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Account for the crushing defeat suffered by the conservative party in the 1906 general election.

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Introduction

Account for the crushing defeat suffered by the conservative party in the 1906 general election In the later stages of the 19th century it is clear that the Conservative's were the dominant political party in Britain, but they appear to be 'crushed' in the 1906 general election only gaining 156 seats to the liberal party's 399. There are clear reasons during this period to why this dramatic change in public support happened. These appear mainly to be due to conservative bills and what seems to be poor leadership from Campbell Bannerman who appears a weak he is a leader. Tariff reform was an apparent reason for many of the electorate to switch their political stance in 1903. Tariff reforms isolated most of the working class because the prices of basic foods were raised, this meant that poorer people could not afford to pay for basic foods due to these extra prices and so many working class votes are lost due to this reform. Furthermore the party is clearly split over this issue; with chamberlain (who was in charge of the empire) adamant that tariff reforms were needed to strengthen the empire and C.T. Ritchie (Chancellor of the Exchequer) ...read more.

Middle

to catholic schools and so they were forced into changing their political stance. The 1902 education act also annoyed upper classes because they believed poorer people didn't need a good education in Latin etc, Middle classes because they believed that the schools should not be teaching so many classics (Latin) but also that they should be teaching sciences. By loosing support from these three sections of the electorate it shows that the 1902 education act was a failure and it contributed to the defeat suffered by the conservatives. The foreign policies adopted by Balfour collided with the slow change in the public's opinion of the Great British Empire. British people's opinion had changed from a very pro empire to a more liberal view off anti empire by 1906, Whereas Balfour wanted it strengthened. The Boer war is an example of the conservative's attempts to strengthen the empire and bring more wealth into Britain. Initially it was very popular with the electorate and helped win a landslide victory in 1900, The Boer war did bring to light poverty in Britain as 2/3 of volunteers for the war were rejected because they were malnourished, This meant that British people began to wonder how so many people were living in poverty if Britain was such a prosperous country. ...read more.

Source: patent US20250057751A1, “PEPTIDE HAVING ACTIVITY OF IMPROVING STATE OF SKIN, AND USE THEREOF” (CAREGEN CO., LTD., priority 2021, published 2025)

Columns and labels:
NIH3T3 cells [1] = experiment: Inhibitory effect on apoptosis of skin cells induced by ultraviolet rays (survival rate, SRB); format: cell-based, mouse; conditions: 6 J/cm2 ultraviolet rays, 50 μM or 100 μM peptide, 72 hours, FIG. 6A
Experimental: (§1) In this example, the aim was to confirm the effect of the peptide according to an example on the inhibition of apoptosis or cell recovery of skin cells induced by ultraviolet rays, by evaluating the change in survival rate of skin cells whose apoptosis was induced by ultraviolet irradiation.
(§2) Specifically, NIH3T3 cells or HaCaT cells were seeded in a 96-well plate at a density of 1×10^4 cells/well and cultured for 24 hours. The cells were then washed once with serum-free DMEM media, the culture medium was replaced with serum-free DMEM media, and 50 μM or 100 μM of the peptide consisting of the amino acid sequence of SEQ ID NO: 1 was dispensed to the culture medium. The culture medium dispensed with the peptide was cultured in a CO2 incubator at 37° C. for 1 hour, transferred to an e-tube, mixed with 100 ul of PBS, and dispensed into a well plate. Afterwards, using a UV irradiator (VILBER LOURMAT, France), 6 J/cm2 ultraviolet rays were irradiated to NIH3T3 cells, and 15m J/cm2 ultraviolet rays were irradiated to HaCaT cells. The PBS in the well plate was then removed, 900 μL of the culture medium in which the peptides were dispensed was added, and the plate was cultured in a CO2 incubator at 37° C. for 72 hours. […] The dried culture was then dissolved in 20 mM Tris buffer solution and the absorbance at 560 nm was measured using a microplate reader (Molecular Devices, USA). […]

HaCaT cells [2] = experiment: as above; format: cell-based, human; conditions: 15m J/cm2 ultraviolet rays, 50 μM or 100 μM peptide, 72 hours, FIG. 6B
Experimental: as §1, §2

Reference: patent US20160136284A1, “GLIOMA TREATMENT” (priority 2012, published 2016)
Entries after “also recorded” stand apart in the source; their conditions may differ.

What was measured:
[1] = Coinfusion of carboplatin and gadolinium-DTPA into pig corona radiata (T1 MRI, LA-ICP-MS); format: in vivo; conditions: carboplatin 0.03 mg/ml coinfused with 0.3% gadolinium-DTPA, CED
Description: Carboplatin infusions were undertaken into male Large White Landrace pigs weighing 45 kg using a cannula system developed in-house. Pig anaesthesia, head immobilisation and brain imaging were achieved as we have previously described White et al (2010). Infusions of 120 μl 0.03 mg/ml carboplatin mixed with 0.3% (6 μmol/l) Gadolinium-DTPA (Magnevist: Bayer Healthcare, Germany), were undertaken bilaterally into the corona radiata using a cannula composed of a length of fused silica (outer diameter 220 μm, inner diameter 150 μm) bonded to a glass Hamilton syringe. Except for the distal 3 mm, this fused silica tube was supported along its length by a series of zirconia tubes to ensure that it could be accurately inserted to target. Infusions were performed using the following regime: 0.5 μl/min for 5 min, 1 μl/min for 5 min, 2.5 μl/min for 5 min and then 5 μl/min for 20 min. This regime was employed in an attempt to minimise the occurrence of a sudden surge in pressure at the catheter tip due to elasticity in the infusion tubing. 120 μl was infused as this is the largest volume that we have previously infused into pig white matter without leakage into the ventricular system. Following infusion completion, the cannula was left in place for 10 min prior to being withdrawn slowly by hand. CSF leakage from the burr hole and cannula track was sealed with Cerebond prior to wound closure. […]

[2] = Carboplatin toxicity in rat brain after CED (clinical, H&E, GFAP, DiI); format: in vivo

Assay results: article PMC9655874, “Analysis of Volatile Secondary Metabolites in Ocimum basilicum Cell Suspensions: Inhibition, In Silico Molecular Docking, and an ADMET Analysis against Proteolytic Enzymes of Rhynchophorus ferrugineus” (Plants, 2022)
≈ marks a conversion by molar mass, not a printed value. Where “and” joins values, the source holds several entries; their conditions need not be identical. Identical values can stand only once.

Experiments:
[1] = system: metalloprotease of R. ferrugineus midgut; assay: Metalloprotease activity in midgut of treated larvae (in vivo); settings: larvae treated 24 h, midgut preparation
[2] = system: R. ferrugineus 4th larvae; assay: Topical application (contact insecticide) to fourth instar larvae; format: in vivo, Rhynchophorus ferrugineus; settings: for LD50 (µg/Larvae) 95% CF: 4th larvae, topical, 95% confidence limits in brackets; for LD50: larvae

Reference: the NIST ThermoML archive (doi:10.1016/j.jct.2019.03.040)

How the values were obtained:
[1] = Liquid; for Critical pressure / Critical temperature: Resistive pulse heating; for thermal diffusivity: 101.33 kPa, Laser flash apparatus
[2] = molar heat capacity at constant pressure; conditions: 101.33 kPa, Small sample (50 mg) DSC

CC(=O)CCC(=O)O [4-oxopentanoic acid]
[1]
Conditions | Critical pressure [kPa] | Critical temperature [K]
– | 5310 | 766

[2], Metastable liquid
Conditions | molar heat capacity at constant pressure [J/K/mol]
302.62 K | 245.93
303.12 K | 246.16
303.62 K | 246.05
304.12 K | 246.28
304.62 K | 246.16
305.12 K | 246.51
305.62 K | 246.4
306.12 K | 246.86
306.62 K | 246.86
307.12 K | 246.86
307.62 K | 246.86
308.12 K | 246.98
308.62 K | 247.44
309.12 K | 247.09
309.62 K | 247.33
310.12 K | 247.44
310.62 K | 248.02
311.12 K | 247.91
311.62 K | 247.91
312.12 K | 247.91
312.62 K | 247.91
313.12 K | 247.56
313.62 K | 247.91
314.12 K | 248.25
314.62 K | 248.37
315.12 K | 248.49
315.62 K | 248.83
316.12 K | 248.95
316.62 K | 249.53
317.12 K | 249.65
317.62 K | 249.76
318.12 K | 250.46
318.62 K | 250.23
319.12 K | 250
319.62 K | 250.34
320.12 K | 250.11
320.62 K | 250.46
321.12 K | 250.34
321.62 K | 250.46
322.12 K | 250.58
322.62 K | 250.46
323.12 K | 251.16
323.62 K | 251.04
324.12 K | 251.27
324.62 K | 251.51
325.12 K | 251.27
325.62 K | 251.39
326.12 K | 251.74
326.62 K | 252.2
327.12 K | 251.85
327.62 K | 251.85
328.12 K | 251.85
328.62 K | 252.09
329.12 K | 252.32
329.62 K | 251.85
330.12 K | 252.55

Conclusion

The lib-lab pact is a sign of Campbell-Bannerman's good leadership by building ties with the labour party he gained voters by showing he had compassion for the working class an it also meant that the liberals never faced the labour party in a regional election and so more voters and votes were gained contributing to the 'crushing' defeat suffered by the conservatives. In the 1906 election 400 Seats were gained by the liberal party to just 157 gained by the conservatives and this appears to be a 'crushing defeat' but there was in fact only a 5% difference in the overall vote total with the liberals gaining 49% of all votes whereas the conservatives got 44% of the votes, Knowing these further statistics it is clear that the original statement of a 'crushing defeat' is in reality not crushing at all but quite close in vote totals. In addition the liberals do gain a lot of ground on the conservatives between 1900 and 1906 this is largely to do with the conservatives showing no compassion for the working classes, and the unstable leadership of Arthur Balfour, But The liberals are very good at making the conservatives look worse and so the 1906 general election was as much to do with the strength of the liberals as the poor leadership of Balfour. ...read more.

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